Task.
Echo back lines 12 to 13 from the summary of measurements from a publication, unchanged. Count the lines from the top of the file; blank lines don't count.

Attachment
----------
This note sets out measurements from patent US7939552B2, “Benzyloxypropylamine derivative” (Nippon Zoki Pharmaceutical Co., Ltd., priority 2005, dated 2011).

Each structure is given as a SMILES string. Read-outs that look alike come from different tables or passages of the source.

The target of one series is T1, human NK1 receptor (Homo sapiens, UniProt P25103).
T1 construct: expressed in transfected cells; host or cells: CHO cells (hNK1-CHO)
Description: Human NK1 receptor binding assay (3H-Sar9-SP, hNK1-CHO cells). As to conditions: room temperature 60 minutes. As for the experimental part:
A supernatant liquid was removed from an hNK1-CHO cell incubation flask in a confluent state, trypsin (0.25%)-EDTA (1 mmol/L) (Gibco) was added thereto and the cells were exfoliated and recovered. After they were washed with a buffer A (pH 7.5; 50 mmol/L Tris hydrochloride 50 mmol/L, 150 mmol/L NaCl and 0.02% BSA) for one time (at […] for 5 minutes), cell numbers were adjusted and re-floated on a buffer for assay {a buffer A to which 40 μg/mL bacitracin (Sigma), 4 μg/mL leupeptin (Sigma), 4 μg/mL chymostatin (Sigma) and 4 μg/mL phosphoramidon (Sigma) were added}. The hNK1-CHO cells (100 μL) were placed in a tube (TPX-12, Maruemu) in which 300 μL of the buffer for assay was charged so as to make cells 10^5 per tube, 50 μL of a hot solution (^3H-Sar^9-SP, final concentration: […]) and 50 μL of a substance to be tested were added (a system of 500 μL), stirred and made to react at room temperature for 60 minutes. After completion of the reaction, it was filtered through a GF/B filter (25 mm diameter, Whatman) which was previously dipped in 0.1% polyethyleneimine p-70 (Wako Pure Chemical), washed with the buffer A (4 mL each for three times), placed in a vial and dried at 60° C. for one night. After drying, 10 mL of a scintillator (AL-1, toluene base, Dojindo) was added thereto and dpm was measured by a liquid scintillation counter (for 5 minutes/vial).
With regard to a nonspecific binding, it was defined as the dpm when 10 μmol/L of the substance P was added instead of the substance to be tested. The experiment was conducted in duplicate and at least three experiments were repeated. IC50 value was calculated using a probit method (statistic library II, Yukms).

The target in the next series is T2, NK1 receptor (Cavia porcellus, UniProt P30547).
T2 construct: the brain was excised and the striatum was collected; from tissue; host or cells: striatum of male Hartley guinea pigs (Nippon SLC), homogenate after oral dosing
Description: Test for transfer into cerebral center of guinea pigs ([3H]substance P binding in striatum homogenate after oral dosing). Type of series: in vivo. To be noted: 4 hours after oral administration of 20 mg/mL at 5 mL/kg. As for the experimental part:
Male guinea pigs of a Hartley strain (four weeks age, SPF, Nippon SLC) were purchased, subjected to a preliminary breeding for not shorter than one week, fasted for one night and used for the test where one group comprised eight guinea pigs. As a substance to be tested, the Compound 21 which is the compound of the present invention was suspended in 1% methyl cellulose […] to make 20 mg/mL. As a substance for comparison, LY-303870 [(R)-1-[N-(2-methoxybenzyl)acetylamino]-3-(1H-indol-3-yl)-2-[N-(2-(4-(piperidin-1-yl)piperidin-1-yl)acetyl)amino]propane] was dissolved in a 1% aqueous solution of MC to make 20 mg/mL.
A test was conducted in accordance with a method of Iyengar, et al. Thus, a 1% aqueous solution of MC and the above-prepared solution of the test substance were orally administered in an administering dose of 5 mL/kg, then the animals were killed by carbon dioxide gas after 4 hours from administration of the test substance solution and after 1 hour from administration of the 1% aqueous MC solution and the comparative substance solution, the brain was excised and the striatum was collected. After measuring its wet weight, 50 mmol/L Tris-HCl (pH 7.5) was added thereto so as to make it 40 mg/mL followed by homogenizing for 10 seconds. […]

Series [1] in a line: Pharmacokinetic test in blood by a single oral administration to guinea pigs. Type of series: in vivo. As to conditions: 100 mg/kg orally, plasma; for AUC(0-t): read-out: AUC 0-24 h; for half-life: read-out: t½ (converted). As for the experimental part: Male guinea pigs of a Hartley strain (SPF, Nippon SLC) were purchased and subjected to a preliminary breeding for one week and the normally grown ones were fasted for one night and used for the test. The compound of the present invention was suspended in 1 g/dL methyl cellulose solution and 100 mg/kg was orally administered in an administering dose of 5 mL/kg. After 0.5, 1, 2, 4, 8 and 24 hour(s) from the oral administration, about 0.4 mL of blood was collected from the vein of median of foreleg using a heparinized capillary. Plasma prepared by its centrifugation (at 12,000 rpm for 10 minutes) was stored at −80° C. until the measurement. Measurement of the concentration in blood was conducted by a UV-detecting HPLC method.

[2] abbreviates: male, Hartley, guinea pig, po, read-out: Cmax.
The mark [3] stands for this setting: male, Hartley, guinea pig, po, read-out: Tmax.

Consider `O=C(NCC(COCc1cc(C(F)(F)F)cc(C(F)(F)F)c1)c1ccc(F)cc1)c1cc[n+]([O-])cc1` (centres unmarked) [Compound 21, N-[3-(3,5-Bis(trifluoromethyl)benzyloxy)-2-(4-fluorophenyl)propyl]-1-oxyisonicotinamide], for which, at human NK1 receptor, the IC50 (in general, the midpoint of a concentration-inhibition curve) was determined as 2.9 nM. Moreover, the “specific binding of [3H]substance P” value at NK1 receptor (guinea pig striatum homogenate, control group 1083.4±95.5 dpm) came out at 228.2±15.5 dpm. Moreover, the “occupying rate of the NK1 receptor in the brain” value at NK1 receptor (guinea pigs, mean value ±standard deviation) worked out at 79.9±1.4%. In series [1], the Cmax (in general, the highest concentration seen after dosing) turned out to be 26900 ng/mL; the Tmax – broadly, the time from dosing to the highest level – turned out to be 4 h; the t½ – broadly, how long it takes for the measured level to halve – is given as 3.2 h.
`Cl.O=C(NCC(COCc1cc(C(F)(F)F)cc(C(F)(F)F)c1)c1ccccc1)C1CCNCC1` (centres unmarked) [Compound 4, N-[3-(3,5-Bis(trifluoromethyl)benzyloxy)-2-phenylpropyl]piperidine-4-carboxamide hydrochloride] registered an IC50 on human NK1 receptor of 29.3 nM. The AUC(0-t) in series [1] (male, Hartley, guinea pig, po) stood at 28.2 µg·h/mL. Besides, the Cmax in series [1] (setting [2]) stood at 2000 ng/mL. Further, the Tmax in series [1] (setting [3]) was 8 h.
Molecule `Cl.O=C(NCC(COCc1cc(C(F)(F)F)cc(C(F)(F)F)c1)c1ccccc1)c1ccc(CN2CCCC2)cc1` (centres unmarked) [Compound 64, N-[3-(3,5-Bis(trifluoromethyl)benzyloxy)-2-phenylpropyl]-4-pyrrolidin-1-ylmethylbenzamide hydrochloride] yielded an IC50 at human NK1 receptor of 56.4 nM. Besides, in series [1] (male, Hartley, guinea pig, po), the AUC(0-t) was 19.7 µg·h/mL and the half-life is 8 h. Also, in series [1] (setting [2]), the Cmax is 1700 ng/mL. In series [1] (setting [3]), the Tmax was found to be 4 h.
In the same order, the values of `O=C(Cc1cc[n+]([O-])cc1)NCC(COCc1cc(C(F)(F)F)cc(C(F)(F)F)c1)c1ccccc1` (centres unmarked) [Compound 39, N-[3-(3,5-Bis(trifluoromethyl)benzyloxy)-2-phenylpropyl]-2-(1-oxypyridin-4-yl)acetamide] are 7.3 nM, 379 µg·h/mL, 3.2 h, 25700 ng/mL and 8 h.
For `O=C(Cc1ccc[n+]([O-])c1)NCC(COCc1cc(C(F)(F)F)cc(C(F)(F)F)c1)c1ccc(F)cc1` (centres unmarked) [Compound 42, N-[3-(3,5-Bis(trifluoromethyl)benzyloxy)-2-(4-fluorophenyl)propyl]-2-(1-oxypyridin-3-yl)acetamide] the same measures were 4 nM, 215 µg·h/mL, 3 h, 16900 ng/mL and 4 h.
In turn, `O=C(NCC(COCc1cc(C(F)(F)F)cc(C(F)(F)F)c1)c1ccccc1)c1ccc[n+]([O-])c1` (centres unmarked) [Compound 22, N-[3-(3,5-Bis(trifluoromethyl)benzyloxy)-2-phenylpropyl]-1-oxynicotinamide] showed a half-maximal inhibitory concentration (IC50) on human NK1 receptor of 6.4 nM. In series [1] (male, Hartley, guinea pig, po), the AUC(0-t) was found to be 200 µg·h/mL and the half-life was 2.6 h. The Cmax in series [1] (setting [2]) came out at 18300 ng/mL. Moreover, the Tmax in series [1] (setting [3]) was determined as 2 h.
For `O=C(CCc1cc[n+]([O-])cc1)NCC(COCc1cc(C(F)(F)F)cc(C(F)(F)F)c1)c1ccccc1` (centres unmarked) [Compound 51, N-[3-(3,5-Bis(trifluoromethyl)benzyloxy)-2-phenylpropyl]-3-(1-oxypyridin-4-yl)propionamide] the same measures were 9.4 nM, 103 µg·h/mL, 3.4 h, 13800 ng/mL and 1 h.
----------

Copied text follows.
A test was conducted in accordance with a method of Iyengar, et al. Thus, a 1% aqueous solution of MC and the above-prepared solution of the test substance were orally administered in an administering dose of 5 mL/kg, then the animals were killed by carbon dioxide gas after 4 hours from administration of the test substance solution and after 1 hour from administration of the 1% aqueous MC solution and the comparative substance solution, the brain was excised and the striatum was collected. After measuring its wet weight, 50 mmol/L Tris-HCl (pH 7.5) was added thereto so as to make it 40 mg/mL followed by homogenizing for 10 seconds. […]

Series [1] in a line: Pharmacokinetic test in blood by a single oral administration to guinea pigs. Type of series: in vivo. As to conditions: 100 mg/kg orally, plasma; for AUC(0-t): read-out: AUC 0-24 h; for half-life: read-out: t½ (converted). As for the experimental part: Male guinea pigs of a Hartley strain (SPF, Nippon SLC) were purchased and subjected to a preliminary breeding for one week and the normally grown ones were fasted for one night and used for the test. The compound of the present invention was suspended in 1 g/dL methyl cellulose solution and 100 mg/kg was orally administered in an administering dose of 5 mL/kg. After 0.5, 1, 2, 4, 8 and 24 hour(s) from the oral administration, about 0.4 mL of blood was collected from the vein of median of foreleg using a heparinized capillary. Plasma prepared by its centrifugation (at 12,000 rpm for 10 minutes) was stored at −80° C. until the measurement. Measurement of the concentration in blood was conducted by a UV-detecting HPLC method.